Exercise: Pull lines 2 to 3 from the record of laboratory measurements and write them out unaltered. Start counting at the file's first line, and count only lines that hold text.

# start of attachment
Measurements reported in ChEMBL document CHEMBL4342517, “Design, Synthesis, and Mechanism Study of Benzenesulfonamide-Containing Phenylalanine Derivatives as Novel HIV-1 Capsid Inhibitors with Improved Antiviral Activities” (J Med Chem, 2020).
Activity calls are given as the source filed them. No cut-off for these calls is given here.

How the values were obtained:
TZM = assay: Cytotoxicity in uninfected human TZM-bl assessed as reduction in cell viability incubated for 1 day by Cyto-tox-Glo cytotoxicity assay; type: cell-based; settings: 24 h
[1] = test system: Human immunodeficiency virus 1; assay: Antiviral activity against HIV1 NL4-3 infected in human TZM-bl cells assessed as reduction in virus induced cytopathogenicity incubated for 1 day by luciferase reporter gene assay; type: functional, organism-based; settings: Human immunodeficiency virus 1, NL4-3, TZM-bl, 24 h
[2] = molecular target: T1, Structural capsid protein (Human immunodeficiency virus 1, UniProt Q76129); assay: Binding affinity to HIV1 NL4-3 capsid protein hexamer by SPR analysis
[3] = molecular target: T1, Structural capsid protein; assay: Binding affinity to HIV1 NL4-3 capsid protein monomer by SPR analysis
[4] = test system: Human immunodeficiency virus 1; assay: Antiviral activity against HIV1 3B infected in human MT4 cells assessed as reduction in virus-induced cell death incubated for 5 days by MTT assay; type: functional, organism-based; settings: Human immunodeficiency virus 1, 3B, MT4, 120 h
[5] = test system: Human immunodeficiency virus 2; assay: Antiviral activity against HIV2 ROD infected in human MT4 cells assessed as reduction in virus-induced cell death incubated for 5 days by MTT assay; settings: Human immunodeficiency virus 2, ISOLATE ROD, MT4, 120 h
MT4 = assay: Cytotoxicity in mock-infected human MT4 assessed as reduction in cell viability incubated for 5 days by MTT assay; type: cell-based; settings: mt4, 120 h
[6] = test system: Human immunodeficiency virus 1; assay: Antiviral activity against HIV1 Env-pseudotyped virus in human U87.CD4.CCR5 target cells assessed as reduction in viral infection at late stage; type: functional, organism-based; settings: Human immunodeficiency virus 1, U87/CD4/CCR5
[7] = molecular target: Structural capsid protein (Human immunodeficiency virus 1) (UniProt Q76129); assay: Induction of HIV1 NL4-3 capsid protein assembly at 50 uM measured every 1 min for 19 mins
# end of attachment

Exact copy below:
Activity calls are given as the source filed them. No cut-off for these calls is given here.

How the values were obtained: